Today, we had our second prenatal midwife's appointment. I was reluctant to go. The snow coming down on top of our freshly shoveled driveway was enough to keep us home from music class this morning, so I was not looking forward to making the drive into Michigan in the afternoon.
I was already running late when I went to clear the snow off of the car. Luckily since it had all fallen this morning, it was super light and easy to push off. My mother in law had agreed to watch Jonah during his nap time, so all I had to do was give Jonah his lunch and have him ready to go down for his nap. Of course my mother in law was running late in getting home. You'd think that I'd learn to tell her a time that is fifteen minutes earlier than when I truly need her.
In the end, I was only four minutes late to the appointment, and the midwife didn't seem to care at all. This is one very nice thing about seeing a homebirthing midwife rather than an OBGYN at a doctor's office. Their schedules aren't as strict. They don't have a line of patients or clients waiting to be seen, nor do they have an agenda for how each appointment needs to be run. I really enjoy this flexibility. Not only am I more calm and relaxed, but I also get the answers that I need. With Jonah's pregnancy, my OB never left time for any questions. I would get to the office about fifteen minutes early, and almost always would be seen a half hour late, and by that time the office was so behind schedule that I practically felt pushed out the door after my blood pressure was taken. I am sure that there are some medical professionals out there who do not treat their patients like this, but that was my experience. Working with a midwife is quite a contrast to that environment!
Everything looked fine with me and Baby. Everything, that is, except of course my blood pressure. My blood pressure during pregnancy is a bit of a concern for me, because in the last trimester with Jonah it was pretty high when compared to my normal blood pressure. I started to swell up, to the point where I was wearing Daryl's flip flops to work because it was the only shoe that would fit my feet. I eventually had to go on bedrest for the end of the pregnancy, and pre-eclampsia was the reason listed for the administering of cervadil while I was in the hospital to have my blood pressure monitored. So here we are, halfway through this pregnancy and my midwife got a very concerned look on her face after taking my blood pressure. Oh great, was all I could think. It turned out to be the opposite. My blood pressure was low. I guess it is true that every pregnancy is different! My normal blood pressure is usually around 110/70. It's pretty consistent when I go for normal phsyicals, and even during the whole first part of Jonah's pregnancy. Today it was 90/52. This explains the dizzy spells and the passing out at work (which ultimately led to my quitting) as well as my insatiable cravings for salt. The midwife prescribed adding more fluids to my daily intake, and she gave me permission to have a little salt on my potatoes if it's what I'm craving.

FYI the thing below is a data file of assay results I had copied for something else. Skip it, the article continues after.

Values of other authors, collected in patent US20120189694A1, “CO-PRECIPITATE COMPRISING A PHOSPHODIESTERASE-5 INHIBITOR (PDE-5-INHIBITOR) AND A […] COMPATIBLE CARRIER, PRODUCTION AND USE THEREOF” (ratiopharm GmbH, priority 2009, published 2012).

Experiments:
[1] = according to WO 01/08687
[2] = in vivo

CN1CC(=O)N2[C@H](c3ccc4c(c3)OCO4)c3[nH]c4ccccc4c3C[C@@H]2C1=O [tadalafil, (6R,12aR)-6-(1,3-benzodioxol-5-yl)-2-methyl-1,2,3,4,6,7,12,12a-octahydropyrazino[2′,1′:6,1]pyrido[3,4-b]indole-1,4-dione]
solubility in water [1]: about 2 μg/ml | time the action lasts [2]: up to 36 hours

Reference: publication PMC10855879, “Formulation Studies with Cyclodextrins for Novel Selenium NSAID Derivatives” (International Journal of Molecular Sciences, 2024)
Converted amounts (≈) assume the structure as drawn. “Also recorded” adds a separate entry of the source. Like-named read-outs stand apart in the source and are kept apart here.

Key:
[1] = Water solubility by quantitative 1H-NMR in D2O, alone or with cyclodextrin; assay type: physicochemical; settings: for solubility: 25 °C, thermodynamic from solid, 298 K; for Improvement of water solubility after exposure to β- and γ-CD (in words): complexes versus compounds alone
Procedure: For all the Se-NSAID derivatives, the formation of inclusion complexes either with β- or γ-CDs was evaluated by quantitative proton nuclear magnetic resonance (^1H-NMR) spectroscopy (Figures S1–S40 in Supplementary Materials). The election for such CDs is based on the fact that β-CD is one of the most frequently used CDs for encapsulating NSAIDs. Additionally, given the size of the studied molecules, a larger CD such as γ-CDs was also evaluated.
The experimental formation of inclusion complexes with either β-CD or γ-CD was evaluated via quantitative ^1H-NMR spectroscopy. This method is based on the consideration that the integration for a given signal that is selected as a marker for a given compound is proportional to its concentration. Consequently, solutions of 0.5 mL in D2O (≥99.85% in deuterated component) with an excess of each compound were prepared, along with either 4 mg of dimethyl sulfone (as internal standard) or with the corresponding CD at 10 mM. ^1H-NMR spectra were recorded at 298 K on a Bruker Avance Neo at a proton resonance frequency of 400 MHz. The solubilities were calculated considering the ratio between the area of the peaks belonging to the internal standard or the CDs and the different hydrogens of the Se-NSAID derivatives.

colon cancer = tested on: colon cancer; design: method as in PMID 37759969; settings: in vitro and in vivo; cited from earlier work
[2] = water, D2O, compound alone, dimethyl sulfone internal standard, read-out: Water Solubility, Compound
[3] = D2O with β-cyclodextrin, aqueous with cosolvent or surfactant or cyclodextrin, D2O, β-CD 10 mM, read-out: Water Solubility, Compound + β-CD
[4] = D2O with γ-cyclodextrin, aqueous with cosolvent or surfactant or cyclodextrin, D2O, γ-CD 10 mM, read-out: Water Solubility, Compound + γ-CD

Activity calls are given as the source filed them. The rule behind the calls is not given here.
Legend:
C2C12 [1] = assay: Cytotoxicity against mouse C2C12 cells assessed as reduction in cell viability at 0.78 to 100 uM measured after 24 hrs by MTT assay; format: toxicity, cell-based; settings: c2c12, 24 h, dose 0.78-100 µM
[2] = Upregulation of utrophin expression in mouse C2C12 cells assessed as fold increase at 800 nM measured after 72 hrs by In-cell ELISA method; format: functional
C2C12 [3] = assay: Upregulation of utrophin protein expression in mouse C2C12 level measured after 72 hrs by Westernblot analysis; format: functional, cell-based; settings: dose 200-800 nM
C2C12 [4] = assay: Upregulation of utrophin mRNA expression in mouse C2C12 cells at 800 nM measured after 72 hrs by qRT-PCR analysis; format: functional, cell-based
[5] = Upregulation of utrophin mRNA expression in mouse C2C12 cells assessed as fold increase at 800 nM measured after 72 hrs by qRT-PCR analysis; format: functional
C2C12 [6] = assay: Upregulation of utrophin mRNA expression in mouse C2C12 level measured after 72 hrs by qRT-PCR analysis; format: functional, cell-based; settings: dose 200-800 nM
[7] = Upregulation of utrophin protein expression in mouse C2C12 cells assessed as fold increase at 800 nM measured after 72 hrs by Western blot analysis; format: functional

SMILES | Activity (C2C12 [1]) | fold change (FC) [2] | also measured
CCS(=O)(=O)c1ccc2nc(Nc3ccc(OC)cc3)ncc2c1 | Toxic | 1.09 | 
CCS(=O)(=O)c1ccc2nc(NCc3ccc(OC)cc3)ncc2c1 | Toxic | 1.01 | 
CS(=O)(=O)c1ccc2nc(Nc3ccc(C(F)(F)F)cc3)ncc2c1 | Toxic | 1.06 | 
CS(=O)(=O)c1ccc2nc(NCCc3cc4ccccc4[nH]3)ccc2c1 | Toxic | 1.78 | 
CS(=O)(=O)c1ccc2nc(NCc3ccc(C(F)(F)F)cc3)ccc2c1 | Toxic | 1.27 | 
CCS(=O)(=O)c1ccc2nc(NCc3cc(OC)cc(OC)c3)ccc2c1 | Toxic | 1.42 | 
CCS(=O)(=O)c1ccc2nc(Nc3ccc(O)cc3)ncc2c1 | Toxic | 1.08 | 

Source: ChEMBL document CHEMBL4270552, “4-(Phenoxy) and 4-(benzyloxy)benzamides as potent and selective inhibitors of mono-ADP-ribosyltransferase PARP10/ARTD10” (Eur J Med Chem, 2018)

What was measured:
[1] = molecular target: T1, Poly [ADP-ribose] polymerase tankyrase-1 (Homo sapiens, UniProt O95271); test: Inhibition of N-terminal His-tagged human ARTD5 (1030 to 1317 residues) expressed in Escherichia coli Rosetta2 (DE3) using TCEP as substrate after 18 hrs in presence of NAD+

The baby's heart rate was in the upper 150's, and everything is measuring fine as far as my uterus goes. Although I feel much bigger than I think I should be right now, everything is perfectly in place. Baby had hiccups while we were listening to the heartbeat, which I thought was incredibly adorable.
Finally, I got the paperwork to schedule my ultrasound. Again, this is a huge difference from my experience with Jonah. Although it is a little more work to schedule things like this on my own, it is also nice to be taking more of an active role in how my pregnancy is managed. I actually get to choose where to have my ultrasound. As long as my insurance pays for it. Well, I suppose that I could pay out of pocket too, if I really wanted to go someplace that wasn't covered by them. I could even choose not to have the ultrasound, and that would be okay, as long as there are no complications that would require us to peek in. Daryl and I did opt to have the anatomy scan, because it is important to me to visually see that everything is okay in there. I've had loss before, and even this far along things cook up in my head that make me flat out worry.
But the bottom line, we had a choice. When I was a preschool teacher, there was a huge emphasis on giving the children choices in order to make them feel more empowered in their lives. The idea was that it would give them confidence and self worth. It baffles me that when a woman needs the most confidence, empowerment, and feelings of self worth- when she is preparing to deliver a baby- all of her choices are narrowed down to the point that she really has no choice. I think that giving choice back to women in how their pregnancies are managed, would really change the perception that women have about childbirth.